Essay about Health Care Accessibility for the Homeless

Essay about Health Care Accessibility for the Homeless

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According to a study conducted by the Journal of Health Care for the Poor and Underserved, “Homelessness can be the cause as well as the result of poor health” (Wise, Emily, Debrody, Corey & Paniucki, Heather, 1999, p.445). This is a theme that has existed within the homeless population for decades. While progressive programs are being put in place all over the country to provide adequate medical services, many are still finding that health care needs of individuals as well as communities are not being met. A significant number of studies have been completed that examine both the numbers associated with those who have access to sufficient health care as well as homeless people’s perceptions on health care administration. While programs are working to provide more satisfactory health care, a trend appears that the larger problem is the need to educate the community about various health services and their availability and to increase outreach of these services to the homeless.
Despite the variety of health care options offed to the public, a majority of homeless people find that their medical needs are going unmet. There is a large collection of services that are categorized as health care. These include things as basic as having a regular primary care giver to things as specific as dental needs or having the opportunity to seek help from a specialist if necessary. Whether or not medical needs are being met is qualified by how a “need” is defined. In a study of the homeless population in the New England region, participants were asked “Have you needed to see a doctor or a nurse in the past 12 months but were not able?” (Hwang, Stephen, Ueng, Joanna, Chiu, Shirley & Tolomiczenko, George, 2010, p.1455). If participants answered yes,...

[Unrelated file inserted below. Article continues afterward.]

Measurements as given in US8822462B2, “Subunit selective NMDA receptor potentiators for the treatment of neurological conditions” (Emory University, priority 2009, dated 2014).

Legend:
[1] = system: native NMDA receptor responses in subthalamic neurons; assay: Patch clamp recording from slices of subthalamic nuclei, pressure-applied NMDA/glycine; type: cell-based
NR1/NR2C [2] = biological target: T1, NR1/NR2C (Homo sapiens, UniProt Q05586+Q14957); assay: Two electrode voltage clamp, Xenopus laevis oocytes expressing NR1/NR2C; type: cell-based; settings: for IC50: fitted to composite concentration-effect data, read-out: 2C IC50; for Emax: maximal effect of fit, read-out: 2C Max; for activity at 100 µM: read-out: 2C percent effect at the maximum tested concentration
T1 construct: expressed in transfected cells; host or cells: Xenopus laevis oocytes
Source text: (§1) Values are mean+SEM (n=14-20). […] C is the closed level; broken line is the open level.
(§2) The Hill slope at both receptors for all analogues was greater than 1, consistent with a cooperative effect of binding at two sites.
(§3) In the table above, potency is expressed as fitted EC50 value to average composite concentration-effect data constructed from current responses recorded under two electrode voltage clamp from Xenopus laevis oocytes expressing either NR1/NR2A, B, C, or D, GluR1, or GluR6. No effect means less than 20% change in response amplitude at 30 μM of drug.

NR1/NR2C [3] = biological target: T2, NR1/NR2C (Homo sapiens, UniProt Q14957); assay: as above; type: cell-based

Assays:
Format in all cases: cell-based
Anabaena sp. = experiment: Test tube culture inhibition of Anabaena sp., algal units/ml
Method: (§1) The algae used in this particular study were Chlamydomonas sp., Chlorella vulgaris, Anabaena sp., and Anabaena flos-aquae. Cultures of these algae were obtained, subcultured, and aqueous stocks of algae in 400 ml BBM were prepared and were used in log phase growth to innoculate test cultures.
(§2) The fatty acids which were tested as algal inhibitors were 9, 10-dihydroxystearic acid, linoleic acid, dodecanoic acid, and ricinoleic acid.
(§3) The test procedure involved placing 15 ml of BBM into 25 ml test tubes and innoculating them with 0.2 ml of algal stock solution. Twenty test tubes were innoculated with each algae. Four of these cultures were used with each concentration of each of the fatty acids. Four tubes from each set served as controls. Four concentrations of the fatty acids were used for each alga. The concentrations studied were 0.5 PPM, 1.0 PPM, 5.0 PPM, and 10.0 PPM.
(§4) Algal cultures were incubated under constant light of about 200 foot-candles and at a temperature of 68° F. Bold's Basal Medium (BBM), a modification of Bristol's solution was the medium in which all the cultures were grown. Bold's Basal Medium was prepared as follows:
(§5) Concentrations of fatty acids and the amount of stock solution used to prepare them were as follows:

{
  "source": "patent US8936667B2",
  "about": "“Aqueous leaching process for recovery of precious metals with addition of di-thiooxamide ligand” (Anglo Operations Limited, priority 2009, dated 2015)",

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All studies seem to come to the same general conclusion: public health programs for the homeless are not as effective as they could be. Whether it is inadequacy in the type of service that is provided or a lack of outreach by the programs, a majority of people are not receiving the care they need. Instead of criticizing homeless people for crowding the emergency rooms consider the fact that they typically do not have an easily accessible alternative for medical care. Systems like the Boston Health Care for the Homeless Program have spent the past decades building a public health program that now has helped find insurance for 76% of patients who come through (Oppenheimer et al., 2010, p.1401). It is important that cities all across the United States begin programs that will improve and eventually eliminate health care inaccessibility for the homeless.

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